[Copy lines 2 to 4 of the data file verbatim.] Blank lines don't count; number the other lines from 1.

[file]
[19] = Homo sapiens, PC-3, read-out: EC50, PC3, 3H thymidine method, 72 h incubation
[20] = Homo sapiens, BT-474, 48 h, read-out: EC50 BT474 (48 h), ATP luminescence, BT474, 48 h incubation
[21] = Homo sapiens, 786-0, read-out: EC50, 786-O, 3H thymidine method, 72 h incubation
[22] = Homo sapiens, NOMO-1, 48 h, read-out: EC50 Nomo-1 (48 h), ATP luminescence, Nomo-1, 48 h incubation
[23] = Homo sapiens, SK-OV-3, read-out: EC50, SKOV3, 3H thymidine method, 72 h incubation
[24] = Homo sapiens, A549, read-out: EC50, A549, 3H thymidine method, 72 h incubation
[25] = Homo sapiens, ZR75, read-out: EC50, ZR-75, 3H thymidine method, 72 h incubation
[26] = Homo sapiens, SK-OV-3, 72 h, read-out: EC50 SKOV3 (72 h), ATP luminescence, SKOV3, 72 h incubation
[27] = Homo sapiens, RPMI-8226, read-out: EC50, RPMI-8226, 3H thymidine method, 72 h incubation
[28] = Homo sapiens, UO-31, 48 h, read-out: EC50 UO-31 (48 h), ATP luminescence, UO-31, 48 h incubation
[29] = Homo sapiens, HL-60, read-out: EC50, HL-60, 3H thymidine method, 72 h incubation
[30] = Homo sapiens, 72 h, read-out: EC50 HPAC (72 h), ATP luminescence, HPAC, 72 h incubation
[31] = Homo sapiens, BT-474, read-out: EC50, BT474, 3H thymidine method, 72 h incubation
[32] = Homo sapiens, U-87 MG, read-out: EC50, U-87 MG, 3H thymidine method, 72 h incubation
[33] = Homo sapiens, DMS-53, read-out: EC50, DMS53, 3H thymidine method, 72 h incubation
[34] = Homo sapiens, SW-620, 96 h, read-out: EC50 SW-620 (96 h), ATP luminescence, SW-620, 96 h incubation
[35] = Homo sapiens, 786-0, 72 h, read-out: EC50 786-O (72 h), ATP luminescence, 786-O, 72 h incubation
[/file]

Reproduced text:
[20] = Homo sapiens, BT-474, 48 h, read-out: EC50 BT474 (48 h), ATP luminescence, BT474, 48 h incubation
[21] = Homo sapiens, 786-0, read-out: EC50, 786-O, 3H thymidine method, 72 h incubation
[22] = Homo sapiens, NOMO-1, 48 h, read-out: EC50 Nomo-1 (48 h), ATP luminescence, Nomo-1, 48 h incubation